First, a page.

Urological tests and procedures
We offer a variety of urological tests and procedures that can be performed in the comfort of our Medford office. Here our friendly staff and experienced physicians will provide you with exceptional care, while making you feel as comfortable as possible.
We may perform a cystoscopy to diagnose or treat conditions affecting your bladder and urethra. By inserting a small, hollow tube with a lens called a cystoscope into your urethra and then into your bladder, we can determine the causes of symptoms such as blood in your urine, incontinence, overactive bladder, and frequent urinary tract infections.
Cystoscopy also helps us diagnose bladder stones, some cancers, or an enlarged prostate. In addition, we can pass tiny tools through the cystoscope in order to remove tumors from your bladder or repair other complications. Depending on the reason for your procedure, we may choose to do your cystoscopy in our office using a local anesthetic, as an outpatient procedure with sedation, or under general anesthesia in the hospital.
Prostate Ultrasound and Biopsy
To detect prostate cancer, abnormal growth, or other disorders, we may schedule you for a prostate ultrasound and/or biopsy. An ultrasound may also be used to investigate male factor infertility, blood in the semen, or pain during ejaculation.
Prostate ultrasound (also referred to as trans-rectal ultrasound) uses sound waves to provide images of your prostate and the surrounding tissue. Since the prostate is located on the other side of the rectum wall, we can insert a probe and bounce sound waves off the prostate, without compromising the rectal wall. We can also use this real-time imaging process to guide prostate biopsies, in which a fine needle collects samples of suspicious tissue from your prostate, which is then analyzed in the laboratory to rule out prostate cancer.
Bladder and Kidney Ultrasound
Similar to a prostate ultrasound, we may perform a bladder or kidney ultrasound to diagnose issues affecting these organs. An ultrasound is a painless diagnostic technique that uses sound waves to produce images of internal organs without exposure to radiation. The sound waves are transmitted into the body, where they bounce off your tissues and organs. A bladder ultrasound can be used to measure the amount of urine in the bladder or determine bladder wall thickness, look for stones, or find bladder elevation caused by an enlarged prostate. A renal, or kidney, ultrasound can help us see the size and position of your kidneys, which is useful for identifying kidney obstructions, stones, or masses.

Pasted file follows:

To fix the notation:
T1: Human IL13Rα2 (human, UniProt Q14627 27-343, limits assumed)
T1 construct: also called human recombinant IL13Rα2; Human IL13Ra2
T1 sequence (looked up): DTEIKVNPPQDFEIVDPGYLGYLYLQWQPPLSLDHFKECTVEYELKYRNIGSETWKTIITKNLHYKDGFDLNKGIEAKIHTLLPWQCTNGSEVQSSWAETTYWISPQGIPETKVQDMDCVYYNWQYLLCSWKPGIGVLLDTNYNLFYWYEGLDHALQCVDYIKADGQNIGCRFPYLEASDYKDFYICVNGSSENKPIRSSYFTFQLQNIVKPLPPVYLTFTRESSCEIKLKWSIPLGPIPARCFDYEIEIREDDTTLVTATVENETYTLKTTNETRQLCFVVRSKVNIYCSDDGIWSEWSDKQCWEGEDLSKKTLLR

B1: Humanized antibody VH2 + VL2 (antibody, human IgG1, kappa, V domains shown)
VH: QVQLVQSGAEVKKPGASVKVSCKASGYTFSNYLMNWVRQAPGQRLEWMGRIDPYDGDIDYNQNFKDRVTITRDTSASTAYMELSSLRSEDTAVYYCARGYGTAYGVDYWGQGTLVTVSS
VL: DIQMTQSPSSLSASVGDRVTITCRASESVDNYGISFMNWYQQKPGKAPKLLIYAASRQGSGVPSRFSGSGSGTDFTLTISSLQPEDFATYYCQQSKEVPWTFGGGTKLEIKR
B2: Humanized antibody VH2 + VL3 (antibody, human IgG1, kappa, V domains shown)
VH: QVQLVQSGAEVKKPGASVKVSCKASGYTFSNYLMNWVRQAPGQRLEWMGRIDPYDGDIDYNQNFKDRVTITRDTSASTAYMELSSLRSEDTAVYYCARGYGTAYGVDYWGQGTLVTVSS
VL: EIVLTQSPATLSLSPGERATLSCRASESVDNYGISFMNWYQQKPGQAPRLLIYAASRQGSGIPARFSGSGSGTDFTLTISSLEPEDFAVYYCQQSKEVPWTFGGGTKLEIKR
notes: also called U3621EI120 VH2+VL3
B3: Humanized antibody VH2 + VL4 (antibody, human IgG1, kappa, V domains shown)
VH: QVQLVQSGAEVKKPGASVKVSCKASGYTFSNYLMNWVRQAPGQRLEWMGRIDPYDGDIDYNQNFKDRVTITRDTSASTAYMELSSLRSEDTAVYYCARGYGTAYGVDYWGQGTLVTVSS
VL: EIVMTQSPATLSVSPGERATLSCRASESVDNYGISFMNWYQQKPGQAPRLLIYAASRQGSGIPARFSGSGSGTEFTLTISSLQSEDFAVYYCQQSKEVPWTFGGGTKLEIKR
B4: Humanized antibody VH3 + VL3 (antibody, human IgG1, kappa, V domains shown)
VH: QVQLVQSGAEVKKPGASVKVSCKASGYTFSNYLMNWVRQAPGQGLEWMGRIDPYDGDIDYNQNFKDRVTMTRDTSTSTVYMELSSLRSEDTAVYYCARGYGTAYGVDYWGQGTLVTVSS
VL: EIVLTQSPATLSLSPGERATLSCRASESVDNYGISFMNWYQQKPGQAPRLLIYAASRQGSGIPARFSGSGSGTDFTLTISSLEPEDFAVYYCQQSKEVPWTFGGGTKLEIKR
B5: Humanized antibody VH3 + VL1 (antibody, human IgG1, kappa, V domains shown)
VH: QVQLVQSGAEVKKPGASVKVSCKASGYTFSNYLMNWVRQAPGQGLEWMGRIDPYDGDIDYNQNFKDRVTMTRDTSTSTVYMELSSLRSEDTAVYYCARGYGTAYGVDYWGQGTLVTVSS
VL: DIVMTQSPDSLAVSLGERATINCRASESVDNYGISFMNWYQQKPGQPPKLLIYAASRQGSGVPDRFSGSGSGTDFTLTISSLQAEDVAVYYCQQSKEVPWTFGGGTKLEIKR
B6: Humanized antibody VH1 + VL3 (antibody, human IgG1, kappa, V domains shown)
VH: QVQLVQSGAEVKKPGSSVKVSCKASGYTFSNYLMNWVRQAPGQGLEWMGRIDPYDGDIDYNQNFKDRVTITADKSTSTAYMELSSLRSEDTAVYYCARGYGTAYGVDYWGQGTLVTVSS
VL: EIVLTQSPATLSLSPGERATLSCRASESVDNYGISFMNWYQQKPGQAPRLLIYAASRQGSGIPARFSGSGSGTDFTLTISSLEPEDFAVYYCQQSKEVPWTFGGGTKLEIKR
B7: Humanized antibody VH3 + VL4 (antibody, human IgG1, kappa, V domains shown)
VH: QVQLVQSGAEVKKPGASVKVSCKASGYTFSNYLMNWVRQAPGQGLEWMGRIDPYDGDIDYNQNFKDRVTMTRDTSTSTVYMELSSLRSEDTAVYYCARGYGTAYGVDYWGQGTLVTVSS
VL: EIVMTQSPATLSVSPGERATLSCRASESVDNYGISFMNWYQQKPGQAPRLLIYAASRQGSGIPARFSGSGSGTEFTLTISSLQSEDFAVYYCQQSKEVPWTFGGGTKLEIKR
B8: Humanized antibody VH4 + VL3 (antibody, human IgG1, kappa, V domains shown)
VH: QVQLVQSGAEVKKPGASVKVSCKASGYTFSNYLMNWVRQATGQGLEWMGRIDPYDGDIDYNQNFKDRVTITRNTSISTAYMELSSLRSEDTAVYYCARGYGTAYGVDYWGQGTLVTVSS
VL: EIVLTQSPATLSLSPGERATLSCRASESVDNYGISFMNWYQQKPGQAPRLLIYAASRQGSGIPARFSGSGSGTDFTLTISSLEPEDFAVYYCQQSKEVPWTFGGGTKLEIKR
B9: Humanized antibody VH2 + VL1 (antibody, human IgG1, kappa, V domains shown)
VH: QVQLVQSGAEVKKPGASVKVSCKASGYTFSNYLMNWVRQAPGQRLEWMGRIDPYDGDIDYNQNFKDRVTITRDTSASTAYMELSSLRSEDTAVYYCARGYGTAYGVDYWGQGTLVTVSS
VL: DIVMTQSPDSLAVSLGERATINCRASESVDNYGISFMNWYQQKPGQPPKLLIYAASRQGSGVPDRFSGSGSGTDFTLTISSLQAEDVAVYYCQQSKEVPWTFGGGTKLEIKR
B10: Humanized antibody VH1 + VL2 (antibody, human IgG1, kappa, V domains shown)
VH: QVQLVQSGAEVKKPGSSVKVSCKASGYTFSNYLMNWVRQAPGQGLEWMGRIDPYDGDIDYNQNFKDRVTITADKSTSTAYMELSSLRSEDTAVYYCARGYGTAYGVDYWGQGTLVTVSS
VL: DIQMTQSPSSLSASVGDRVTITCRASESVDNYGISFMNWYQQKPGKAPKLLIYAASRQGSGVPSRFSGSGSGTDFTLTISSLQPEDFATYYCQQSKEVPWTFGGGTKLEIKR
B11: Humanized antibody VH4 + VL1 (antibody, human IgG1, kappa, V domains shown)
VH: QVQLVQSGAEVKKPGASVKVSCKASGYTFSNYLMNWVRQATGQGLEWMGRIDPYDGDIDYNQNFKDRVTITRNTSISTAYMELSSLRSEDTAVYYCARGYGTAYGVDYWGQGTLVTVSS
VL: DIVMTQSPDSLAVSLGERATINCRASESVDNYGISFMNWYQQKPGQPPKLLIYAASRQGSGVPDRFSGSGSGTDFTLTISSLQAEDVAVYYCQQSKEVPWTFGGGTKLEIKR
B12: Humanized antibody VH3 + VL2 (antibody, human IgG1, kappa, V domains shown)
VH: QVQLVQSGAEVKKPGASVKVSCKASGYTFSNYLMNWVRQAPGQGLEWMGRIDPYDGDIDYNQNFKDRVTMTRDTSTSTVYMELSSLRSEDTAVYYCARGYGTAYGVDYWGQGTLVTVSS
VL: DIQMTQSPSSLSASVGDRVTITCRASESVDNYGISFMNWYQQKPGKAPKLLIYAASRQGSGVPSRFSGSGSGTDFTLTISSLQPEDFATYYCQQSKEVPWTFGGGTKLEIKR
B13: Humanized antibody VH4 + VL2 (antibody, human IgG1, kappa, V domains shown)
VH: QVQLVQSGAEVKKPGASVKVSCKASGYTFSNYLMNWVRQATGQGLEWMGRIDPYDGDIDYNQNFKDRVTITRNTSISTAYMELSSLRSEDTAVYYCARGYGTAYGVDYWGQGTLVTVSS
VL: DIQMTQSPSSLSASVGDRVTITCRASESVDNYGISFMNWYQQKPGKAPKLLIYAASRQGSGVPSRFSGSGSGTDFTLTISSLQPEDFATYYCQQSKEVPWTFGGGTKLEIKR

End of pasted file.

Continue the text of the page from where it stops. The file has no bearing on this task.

This minor surgery prevents sperm from moving from the testicle into the semen, thereby making you sterile. During the virtually painless procedure, we will cut and seal the tubes that transport sperm. While the testicles will continue to produce sperm for the rest of your life, they will now be reabsorbed into the body. The prostate and seminal vesicles continue to make fluid, and the semen appears no different after the procedure, which usually takes 10-15 minutes to complete. Vasectomy reversal is possible, however the surgery is more difficult and does not always restore fertility. You should not have a vasectomy unless you are sure you no longer want children.
Circumcision is the process of surgically removing the skin covering the tip of the penis. It can be done for religious reasons, family tradition, or more often as a means of preventive health care. The health benefits of circumcision include easier hygiene and lowered risk of urinary tract infections, sexually transmitted infections, and penile cancer. Circumcision is fairly common for newborn boys in the United States, and while it is possible to perform a circumcision later in life, it’s a more complex procedure.
We may schedule urodynamics testing to evaluate your urinary symptoms, including incontinence, frequency, urgency, difficulty, pain, or recurrent urinary tract infections. Urodynamics assess how the bladder and urethra are performing their job of storing and releasing urine. These tests provide us with volume and pressure information so we can see how well your bladder and sphincter muscles work. This allows us to diagnose the cause and severity of your condition and provide you with the best treatment options.
A uroflow study measures the force of your urinary stream. It is often performed to determine the cause of voiding dysfunction, slow stream, burning with urination, bladder pain, or other symptoms. In order to receive an accurate measurement, you should come to the office with a full bladder.
- Find information on these office procedures by visiting the American Urological Association’s website.